Vivacell arbitrator is incompetent – Makuei

Vivacell arbitrator is incompetent – Makuei
Information Minister Michael Makuei said that plans are a foot to increase workers’ pay. [Courtesy]

The Minister of Information and Postal Services, Michael Makuei Lueth, accused the arbitrator presiding over the Vivacell lawsuit of incompetence.

Makuei complained that his ministry has been following the case with Vivacell for a long time only for the arbitrator to issue an “award” serving as the conclusion and that Vivacell is demanding $3 billion from the government.

Addressing the journalists after last Friday’s cabinet meeting, Makuei said the cabinet had approved $4,482,500 to appeal against the arbitrator’s ruling.

He said the money will be paid to the arbitration court, along with court costs and attorneys’ fees.

“We disputed the $3 billion, and we even disputed the competence of the arbitrator to look into that case because we are an entity; we are a country with its own laws.”

“So, our laws should apply in this particular case.” “The arbitrator did not listen to us; he decided to knock out the 2 billion, leaving 1 billion,” Makuei said.

“We are appealing now against the decision of the arbitrator in a Swiss court, which is the centre of arbitration,” he said.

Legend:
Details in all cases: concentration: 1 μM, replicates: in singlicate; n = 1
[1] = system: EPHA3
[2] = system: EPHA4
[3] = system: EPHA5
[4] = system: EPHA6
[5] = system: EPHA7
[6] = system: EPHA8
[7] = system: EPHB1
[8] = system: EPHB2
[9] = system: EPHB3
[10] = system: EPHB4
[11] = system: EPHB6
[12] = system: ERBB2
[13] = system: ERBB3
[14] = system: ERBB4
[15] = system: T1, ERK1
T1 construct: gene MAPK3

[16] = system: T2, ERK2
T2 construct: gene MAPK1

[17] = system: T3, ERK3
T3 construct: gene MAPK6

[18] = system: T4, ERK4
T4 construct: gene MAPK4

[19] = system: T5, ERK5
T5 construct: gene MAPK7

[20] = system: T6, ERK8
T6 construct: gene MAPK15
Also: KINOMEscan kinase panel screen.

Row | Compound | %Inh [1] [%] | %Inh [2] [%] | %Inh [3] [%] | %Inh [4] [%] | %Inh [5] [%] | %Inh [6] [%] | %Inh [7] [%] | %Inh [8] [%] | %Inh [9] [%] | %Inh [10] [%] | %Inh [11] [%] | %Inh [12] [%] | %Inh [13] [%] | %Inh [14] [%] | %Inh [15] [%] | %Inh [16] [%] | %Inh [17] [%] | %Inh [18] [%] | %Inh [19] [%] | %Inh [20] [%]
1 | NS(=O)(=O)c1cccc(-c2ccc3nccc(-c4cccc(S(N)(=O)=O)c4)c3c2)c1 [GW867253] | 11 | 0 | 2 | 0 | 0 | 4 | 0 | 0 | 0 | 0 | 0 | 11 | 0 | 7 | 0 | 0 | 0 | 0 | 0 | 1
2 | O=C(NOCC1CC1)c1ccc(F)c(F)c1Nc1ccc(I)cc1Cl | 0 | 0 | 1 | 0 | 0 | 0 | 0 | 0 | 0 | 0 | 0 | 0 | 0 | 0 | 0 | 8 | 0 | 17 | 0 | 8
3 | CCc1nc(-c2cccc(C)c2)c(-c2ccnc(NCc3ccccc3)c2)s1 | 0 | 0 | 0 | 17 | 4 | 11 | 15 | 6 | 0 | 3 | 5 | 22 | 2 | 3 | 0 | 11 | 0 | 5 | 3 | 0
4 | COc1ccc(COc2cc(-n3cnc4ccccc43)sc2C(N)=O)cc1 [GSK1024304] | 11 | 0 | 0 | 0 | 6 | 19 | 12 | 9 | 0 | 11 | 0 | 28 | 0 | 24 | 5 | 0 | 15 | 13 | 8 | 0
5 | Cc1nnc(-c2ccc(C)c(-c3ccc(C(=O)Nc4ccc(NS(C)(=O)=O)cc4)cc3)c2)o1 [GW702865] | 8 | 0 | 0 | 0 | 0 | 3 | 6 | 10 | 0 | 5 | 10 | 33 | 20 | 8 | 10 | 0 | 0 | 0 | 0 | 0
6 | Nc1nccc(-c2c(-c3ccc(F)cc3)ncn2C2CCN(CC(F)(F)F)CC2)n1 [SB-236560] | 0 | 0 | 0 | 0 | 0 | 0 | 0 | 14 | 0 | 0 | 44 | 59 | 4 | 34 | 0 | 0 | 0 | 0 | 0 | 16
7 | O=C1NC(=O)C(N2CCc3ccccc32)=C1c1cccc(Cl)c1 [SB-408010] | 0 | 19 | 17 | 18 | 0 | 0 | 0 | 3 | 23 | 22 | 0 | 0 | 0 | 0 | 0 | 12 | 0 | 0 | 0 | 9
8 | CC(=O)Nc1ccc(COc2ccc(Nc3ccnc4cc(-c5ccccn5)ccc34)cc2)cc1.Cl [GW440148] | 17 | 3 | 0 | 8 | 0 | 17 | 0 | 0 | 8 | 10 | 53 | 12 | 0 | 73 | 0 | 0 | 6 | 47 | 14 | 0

“The amount being claimed by these people is not in place, and number three, we did not dismiss or finally stop Vivacell, but we suspended its operation,” said Makuei, as he highlighted grounds for challenging the process.

He asserted that the government was engaging both local firms and two foreign ones—one based in Switzerland and the other in London.

According to Makuei, Vivacell was operating under a license from the New Sudan for which the Sudan People’s Liberation Movement/Army fought.

It was a license provided by the New Sudan’s civil authority, and Vivacell (Fattouch group) purchased the license when it was first issued.

 “They paid the money for the license, and Vivacell was exempt from everything for 10 years: from payment of all the fees and whatever; for 10 years from the date of its operation.”

He said he approached the company to obtain the right licence after the 10 years had elapsed, but Vivacell denied the request, insisting that it had to operate under the New Sudan license.

“I suspended their operations with the aim of bringing them to the table so that we could talk, but they refused and went and complained in the international court of arbitration,” Makuei told the reporters.

Fattouch Investment Group of Lebanon, which had acquired NOW (Network of the World) in 2007, started operating Vivacell in 2008. NOW was a South Sudanese company that obtained a GSM license for the region but never put it into operations.

Its operations were halted by Makuei in March 2018 after he demanded $66 million in license fees from the business and accused it of failing to follow some government regulations.